Super Mario Galaxy and its sequel are easily some of the very best games released in the last decade. It’s a pity the planet-based platformer isn’t very realistic. According to physicists who have far, far too much time on their hands, the planets in those games would likely implode, settling once and for all the age-old debate about just how grounded in reality games about a transforming, kingdom-hopping, magic-dinosaur battling, fireball-throwing plumber are.
In a genuine, published paper called “It’s a-me, Density!” (Available here in PDF via neoGAF) published in England’s University of Leicester’s Journal of Physics Special Subjects, bored students from the Department of Physics and Astronomy have come to the conclusion that the little planetoids from Super Mario Galaxy and its sequel “would likely explode due to the severe imbalance of gravitational pressure to degeneracy and coulomb pressures.”
“Clearly, the degeneracy pressure far outstrips the gravitational pressure by eleven orders of magnitude,” their finding read. “The outcome of this discrepancy is that if constructed, the planet would survive for only a very brief moment before violently destroying itself and any short plumbers who happen to be running about on its surface.”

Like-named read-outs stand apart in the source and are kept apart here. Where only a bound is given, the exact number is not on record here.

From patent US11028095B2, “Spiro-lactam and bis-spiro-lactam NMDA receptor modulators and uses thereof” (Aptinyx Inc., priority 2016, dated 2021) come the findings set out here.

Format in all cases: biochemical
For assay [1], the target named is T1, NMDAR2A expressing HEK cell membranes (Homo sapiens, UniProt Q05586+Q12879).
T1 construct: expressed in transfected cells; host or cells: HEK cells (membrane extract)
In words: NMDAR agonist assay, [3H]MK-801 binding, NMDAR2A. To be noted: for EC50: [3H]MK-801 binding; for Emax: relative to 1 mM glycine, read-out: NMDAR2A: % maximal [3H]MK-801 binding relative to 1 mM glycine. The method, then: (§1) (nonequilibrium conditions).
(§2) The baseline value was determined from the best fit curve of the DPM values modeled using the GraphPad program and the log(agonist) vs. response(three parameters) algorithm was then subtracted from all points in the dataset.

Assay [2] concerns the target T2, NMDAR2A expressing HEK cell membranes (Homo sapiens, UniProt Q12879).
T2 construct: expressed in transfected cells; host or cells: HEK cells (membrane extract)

Clearly. The paper also touches on subjects like Mario’s ability to jump, and even his physical appearance thanks to the effects of the short range gravity.
“The slight lack of resistance to upwards blood flow would inflate and redden the subject’s face,” they say. “It is possible that this is the source of Mario’s baby-like complexion.”
While it’s quite obviously light-hearted and tongue-in-cheek, I can’t help but feel they should get back to work trying to figure out how magnets work instead of doing all of those equations. On that note, it’s really, really time for Super Mario Galaxy 3.
Last Updated: November 25, 2014